General Electric wants its industrial software business to cut costs and increase profits next year under its new chief executive officer John Flannery. It is also considering expanding partnerships and the possible sale of any equity in the unit.

The industrial giant may sell a stake in the industrial software unit that served as a linchpin of ex-CEO Jeff Immelt’s “digital industrial” vision but proved a drag on GE stock.

Fixing Predix

Former CEO Jeffrey Immelt spent six years and more than $4 billion transforming 125-year-old GE into a “digital industrial” company. However, the company has had technical problems and delays with its software platform, known as Predix, which connects equipment like turbines and elevators to computers that can predict failures and reduce operating costs.

Revenue and returns fell short of expectations, and the Predix industrial software platform was dogged by problems this spring.

GE then called an unusual, two-month “time-out” to tackle the Predix problems, which have not been previously reported.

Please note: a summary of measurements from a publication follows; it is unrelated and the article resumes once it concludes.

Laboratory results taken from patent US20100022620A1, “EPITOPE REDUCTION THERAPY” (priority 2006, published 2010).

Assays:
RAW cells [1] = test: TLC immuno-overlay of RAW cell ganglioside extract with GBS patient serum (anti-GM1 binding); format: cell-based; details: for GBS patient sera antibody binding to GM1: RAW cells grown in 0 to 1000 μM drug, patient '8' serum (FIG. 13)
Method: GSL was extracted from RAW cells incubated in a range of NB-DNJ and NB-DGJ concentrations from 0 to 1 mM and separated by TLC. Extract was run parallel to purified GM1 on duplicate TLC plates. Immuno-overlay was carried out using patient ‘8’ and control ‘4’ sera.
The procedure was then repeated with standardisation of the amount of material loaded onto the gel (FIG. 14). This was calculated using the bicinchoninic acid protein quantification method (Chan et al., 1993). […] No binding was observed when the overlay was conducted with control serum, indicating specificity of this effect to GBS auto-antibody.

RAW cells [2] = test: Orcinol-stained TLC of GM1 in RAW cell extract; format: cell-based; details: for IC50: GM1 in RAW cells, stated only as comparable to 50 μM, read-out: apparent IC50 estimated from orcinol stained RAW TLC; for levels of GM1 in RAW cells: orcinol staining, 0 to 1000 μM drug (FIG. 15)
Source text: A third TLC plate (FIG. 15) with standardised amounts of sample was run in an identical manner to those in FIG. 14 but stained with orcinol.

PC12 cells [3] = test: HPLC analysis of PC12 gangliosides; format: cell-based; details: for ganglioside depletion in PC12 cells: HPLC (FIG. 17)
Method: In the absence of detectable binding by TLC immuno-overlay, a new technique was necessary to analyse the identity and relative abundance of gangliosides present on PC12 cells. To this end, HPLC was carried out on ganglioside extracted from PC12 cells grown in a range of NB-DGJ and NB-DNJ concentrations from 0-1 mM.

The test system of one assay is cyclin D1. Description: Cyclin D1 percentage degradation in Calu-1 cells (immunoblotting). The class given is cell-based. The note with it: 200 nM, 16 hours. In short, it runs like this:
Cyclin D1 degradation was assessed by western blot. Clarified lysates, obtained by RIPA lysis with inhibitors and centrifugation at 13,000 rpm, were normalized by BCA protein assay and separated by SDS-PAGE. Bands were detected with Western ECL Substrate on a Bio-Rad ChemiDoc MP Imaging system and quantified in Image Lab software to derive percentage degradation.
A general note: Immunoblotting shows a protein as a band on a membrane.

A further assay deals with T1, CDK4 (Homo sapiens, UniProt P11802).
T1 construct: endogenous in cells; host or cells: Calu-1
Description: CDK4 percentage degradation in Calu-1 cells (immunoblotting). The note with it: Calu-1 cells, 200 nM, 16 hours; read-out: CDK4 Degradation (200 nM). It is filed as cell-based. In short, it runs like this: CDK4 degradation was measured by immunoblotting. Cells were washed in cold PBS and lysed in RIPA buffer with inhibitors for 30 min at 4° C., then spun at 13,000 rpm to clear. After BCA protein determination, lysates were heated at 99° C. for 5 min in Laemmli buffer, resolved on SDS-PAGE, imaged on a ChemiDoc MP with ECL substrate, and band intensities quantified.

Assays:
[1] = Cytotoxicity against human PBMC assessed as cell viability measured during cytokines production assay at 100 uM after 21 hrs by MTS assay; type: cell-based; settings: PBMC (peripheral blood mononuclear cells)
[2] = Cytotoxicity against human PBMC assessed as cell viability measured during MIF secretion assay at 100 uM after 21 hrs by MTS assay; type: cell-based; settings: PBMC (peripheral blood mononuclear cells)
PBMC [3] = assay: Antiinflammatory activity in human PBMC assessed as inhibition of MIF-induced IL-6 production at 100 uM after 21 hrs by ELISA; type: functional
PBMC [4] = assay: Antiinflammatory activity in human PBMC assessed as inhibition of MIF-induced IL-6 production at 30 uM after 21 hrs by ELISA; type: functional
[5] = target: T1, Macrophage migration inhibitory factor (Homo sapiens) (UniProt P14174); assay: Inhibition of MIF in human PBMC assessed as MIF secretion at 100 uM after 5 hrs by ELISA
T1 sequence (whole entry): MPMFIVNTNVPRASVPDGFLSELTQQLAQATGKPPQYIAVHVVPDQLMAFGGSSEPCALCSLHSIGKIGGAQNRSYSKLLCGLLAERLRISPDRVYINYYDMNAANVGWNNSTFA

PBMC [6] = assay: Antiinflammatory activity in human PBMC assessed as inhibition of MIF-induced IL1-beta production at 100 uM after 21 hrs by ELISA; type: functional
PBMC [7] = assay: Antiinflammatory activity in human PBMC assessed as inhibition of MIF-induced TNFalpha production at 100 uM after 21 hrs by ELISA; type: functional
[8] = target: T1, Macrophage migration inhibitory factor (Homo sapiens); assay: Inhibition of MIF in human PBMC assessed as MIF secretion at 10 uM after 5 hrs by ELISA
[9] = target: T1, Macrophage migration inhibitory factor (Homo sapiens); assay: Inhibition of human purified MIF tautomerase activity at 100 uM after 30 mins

Now with fixes in place, GE will now focus its sale on existing customers in its energy, aviation, and oil-and-gas business, and scale back efforts to sell to new customers in other sectors.

“Our resources will go to our fastest-selling markets,” GE Digital Chief Executive Officer Bill Ruh said in an interview.

Digital Revenue

To help investors better understand Predix, GE has also redefined digital revenue to eliminate $3 billion in hardware related to its gas-fueled power plants, giving a clearer picture of the “pure” software business and avoiding double-counting, Chief Financial Officer Jeff Bornstein said.

The company now expects $12 billion in digital revenue by 2020, compared with $15 billion under the old definition. GE’s total revenue hit nearly $124 billion last year.

The changes show a significant course correction for GE Digital, which so far has not delivered the revenue investors wanted and is somewhat responsible for a 25% percent decline in GE’s share price this to a nearly two-year low.

GE estimates the industrial internet market will be worth $225 billion a year by 2020, and Flannery, who took over on Aug. 1 as the company’s new CEO, appears committed to Immelt’s vision of being a major player, according to two people familiar with his thinking.

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